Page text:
Sales of condominiums in the Toronto area fell by about 6 per cent in the second quarter of the year, compared to a year earlier, to 5,984 units. That's better than the first quarter of the year, when condo sales declined by 17 per cent.
Notably, new listings fell by about 4 per cent , while active listings were up by less than 2.5 per cent at the end of the latest three-month period, the Toronto Real Estate Board said today.
The average selling price increased 1.7 per cent to $347,896, while the Multiple Listing Service home price index gained 1 per cent.
"The GTA condominium apartment market has been the subject of much discussion recently, due in large part to the number of new units completed over the past two years and the number of units that remain under construction,” said Dianne Usher, president of the realtors group.
“With this in mind, it is important to point out that the condo market has fared quite well. Even with sales down and the number of active listings up, the average selling price has found support at current levels.”
The bulk of the sales were in Toronto proper, where prices rose. They also gained in Durham Region to the east of the city, but slipped in the regions of Halton, Peel and York.
If new listings were to continue to decline and sales improve, “we could see the pace of condo price growth accelerate as market conditions tighten,” said Jason Mercer, the group’s senior manager of market analysis.
Canada’s housing market cooled rapidly after Finance Minister Jim Flaherty tightened mortgage rules a year ago.
Recently, however, there have been signs of stability, though the condo markets of Toronto and Vancouver are still of concern.
“With resales and the MLS HPI moving up consistently month-to-month since the end of winter, momentum is rebuilding in the Canadian market – suggesting that the restraining effect on demand of the changes to mortgage insurance rules introduced in July 2012 may have diminished substantially by now,” senior economist Robert Hogue of Royal Bank of Canada said earlier this week.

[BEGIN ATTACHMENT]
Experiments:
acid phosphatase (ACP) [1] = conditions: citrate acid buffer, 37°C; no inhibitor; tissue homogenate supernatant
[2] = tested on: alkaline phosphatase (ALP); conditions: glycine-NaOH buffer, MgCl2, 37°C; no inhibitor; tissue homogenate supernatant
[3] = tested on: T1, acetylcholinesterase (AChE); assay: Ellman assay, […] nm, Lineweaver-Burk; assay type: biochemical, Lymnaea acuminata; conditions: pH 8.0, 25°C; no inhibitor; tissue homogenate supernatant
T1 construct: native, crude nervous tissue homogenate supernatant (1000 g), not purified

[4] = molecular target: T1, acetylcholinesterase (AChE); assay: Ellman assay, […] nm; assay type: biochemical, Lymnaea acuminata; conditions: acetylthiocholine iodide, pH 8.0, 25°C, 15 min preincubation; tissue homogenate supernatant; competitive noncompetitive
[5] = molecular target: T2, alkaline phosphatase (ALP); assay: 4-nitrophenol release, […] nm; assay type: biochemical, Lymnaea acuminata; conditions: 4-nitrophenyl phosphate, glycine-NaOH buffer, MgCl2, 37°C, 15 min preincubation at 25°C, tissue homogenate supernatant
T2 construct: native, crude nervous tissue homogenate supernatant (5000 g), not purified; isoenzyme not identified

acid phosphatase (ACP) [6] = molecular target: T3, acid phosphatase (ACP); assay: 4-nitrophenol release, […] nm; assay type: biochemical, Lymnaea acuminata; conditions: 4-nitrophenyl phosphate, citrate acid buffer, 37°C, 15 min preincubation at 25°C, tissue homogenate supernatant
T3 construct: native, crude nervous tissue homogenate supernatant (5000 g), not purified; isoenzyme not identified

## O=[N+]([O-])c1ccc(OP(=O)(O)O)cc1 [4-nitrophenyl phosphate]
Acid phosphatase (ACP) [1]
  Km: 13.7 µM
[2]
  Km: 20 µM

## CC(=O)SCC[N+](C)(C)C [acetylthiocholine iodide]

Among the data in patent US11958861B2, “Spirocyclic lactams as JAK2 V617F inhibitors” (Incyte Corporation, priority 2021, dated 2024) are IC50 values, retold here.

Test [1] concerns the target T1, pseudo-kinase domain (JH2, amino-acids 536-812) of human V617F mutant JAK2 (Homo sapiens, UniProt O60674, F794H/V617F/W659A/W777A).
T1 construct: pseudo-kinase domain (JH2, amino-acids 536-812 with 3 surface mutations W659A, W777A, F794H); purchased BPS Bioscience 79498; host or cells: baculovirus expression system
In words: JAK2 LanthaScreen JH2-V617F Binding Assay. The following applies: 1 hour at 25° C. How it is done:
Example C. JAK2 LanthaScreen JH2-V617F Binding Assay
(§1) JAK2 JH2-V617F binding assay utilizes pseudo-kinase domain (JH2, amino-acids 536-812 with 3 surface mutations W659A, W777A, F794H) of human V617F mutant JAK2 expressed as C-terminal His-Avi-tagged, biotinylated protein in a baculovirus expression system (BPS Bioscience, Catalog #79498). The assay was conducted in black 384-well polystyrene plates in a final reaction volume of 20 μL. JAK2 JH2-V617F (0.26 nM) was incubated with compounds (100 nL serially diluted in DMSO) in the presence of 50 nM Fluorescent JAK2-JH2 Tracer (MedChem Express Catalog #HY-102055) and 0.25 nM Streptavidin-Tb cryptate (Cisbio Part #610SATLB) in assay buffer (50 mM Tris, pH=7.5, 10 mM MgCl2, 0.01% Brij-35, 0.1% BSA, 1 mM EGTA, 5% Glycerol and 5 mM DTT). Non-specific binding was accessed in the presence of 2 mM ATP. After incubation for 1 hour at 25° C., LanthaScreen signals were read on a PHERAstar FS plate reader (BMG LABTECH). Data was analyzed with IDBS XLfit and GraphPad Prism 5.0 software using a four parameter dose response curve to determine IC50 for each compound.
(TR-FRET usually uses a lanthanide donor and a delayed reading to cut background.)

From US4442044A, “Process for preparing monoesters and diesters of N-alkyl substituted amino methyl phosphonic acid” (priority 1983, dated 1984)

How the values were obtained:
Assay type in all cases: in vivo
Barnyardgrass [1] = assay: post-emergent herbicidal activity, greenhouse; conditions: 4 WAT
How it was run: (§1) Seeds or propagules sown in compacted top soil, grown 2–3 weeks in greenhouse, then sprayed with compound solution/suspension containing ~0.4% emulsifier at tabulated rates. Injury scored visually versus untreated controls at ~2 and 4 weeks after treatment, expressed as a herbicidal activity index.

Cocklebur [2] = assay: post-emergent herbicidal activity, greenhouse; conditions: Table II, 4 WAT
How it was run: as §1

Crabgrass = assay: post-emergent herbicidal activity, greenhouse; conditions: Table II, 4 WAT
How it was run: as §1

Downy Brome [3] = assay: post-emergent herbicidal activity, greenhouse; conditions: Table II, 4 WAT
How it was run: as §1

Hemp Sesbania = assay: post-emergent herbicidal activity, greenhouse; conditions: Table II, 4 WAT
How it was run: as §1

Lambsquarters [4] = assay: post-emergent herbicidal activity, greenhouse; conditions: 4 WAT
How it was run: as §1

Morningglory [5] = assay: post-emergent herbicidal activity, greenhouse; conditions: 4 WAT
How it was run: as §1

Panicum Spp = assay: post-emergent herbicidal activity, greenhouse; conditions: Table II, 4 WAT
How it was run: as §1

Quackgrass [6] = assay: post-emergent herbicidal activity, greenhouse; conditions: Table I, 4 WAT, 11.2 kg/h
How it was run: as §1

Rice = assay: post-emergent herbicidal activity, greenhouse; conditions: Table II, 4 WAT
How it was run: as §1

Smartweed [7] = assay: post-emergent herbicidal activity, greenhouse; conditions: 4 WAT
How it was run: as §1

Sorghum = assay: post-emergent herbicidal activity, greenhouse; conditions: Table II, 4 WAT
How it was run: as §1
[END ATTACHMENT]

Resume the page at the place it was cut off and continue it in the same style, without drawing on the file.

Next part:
“We believe that the recent bout of weakness has run its course; yet the Canadian market is unlikely to return to its earlier heated state.”
- Home sales below year-earlier levels in June, prices rise 4.8%
- Rule changes may have knocked 10% of home buyers out of market
- A funny thing happened on the way to the housing crash (It didn't crash)
- Building permits jump 4.5 per cent, mark fifth month of growth
- Vancouver real estate: The $1-million white picket fence
- Doug Porter's version of The Rant: 'We flatly reject' sell-Canada narrative
- Toronto housing sales fall slightly in June, prices jump 4.7% year over year
- Greater Vancouver housing market shows signs of revival
- Toronto’s soaring condo market ignites fears of a U.S.-style crash
- Sheryl King in Economy Lab: Prognosis grim for Toronto condo investors
- Rob Carrick: How risky is the Toronto condo market?
- Canadian housing market defies doomsayers with spring surge
Streetwise (for subscribers)
ROB Insight (for subscribers)
- Rio Tinto raises full-year copper output guidance
- First state job cuts spur Greek general strike, flights disrupted
- European car sales sink to 20-year low in first half
- Coca-Cola second-quarter profit falls
- McDonald's to open first outlet in Vietnam, PM's son-in-law wins franchise